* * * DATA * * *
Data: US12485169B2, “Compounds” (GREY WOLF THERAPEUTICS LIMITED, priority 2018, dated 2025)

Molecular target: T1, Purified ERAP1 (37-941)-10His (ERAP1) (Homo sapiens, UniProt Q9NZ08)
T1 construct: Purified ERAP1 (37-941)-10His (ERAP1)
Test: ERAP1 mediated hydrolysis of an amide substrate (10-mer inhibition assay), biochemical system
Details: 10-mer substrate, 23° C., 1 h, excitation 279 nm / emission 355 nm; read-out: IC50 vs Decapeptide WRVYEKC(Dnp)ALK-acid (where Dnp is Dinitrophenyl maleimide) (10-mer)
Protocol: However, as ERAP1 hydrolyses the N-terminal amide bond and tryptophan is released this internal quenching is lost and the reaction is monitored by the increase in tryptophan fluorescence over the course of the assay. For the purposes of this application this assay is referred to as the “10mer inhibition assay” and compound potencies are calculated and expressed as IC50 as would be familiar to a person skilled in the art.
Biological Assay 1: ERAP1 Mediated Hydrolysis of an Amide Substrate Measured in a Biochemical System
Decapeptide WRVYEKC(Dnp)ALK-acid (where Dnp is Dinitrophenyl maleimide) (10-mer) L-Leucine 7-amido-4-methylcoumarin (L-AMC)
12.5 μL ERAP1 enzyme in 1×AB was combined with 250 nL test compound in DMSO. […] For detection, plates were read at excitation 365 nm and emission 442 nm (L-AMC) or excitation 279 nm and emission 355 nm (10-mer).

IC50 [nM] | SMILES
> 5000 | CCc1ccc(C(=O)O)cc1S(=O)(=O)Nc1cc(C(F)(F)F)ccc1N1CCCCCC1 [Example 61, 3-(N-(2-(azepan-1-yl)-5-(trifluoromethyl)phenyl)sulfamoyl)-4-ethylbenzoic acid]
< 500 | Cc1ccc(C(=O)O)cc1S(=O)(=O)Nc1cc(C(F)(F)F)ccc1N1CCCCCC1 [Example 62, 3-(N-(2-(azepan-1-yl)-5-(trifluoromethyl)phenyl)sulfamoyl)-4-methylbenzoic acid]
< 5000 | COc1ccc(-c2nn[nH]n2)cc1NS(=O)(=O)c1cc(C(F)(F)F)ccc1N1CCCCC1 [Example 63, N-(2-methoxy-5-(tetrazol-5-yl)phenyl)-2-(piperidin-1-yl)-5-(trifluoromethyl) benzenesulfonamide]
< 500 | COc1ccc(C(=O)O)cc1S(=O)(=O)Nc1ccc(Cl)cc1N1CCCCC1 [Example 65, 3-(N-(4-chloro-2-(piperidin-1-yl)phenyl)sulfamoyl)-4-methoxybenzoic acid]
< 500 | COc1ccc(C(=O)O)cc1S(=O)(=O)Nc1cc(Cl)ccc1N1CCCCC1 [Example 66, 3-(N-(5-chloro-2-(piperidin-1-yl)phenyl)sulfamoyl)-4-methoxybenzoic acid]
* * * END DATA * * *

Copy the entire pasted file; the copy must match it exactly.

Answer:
Data: US12485169B2, “Compounds” (GREY WOLF THERAPEUTICS LIMITED, priority 2018, dated 2025)

Molecular target: T1, Purified ERAP1 (37-941)-10His (ERAP1) (Homo sapiens, UniProt Q9NZ08)
T1 construct: Purified ERAP1 (37-941)-10His (ERAP1)
Test: ERAP1 mediated hydrolysis of an amide substrate (10-mer inhibition assay), biochemical system
Details: 10-mer substrate, 23° C., 1 h, excitation 279 nm / emission 355 nm; read-out: IC50 vs Decapeptide WRVYEKC(Dnp)ALK-acid (where Dnp is Dinitrophenyl maleimide) (10-mer)
Protocol: However, as ERAP1 hydrolyses the N-terminal amide bond and tryptophan is released this internal quenching is lost and the reaction is monitored by the increase in tryptophan fluorescence over the course of the assay. For the purposes of this application this assay is referred to as the “10mer inhibition assay” and compound potencies are calculated and expressed as IC50 as would be familiar to a person skilled in the art.
Biological Assay 1: ERAP1 Mediated Hydrolysis of an Amide Substrate Measured in a Biochemical System
Decapeptide WRVYEKC(Dnp)ALK-acid (where Dnp is Dinitrophenyl maleimide) (10-mer) L-Leucine 7-amido-4-methylcoumarin (L-AMC)
12.5 μL ERAP1 enzyme in 1×AB was combined with 250 nL test compound in DMSO. […] For detection, plates were read at excitation 365 nm and emission 442 nm (L-AMC) or excitation 279 nm and emission 355 nm (10-mer).

IC50 [nM] | SMILES
> 5000 | CCc1ccc(C(=O)O)cc1S(=O)(=O)Nc1cc(C(F)(F)F)ccc1N1CCCCCC1 [Example 61, 3-(N-(2-(azepan-1-yl)-5-(trifluoromethyl)phenyl)sulfamoyl)-4-ethylbenzoic acid]
< 500 | Cc1ccc(C(=O)O)cc1S(=O)(=O)Nc1cc(C(F)(F)F)ccc1N1CCCCCC1 [Example 62, 3-(N-(2-(azepan-1-yl)-5-(trifluoromethyl)phenyl)sulfamoyl)-4-methylbenzoic acid]
< 5000 | COc1ccc(-c2nn[nH]n2)cc1NS(=O)(=O)c1cc(C(F)(F)F)ccc1N1CCCCC1 [Example 63, N-(2-methoxy-5-(tetrazol-5-yl)phenyl)-2-(piperidin-1-yl)-5-(trifluoromethyl) benzenesulfonamide]
< 500 | COc1ccc(C(=O)O)cc1S(=O)(=O)Nc1ccc(Cl)cc1N1CCCCC1 [Example 65, 3-(N-(4-chloro-2-(piperidin-1-yl)phenyl)sulfamoyl)-4-methoxybenzoic acid]
< 500 | COc1ccc(C(=O)O)cc1S(=O)(=O)Nc1cc(Cl)ccc1N1CCCCC1 [Example 66, 3-(N-(5-chloro-2-(piperidin-1-yl)phenyl)sulfamoyl)-4-methoxybenzoic acid]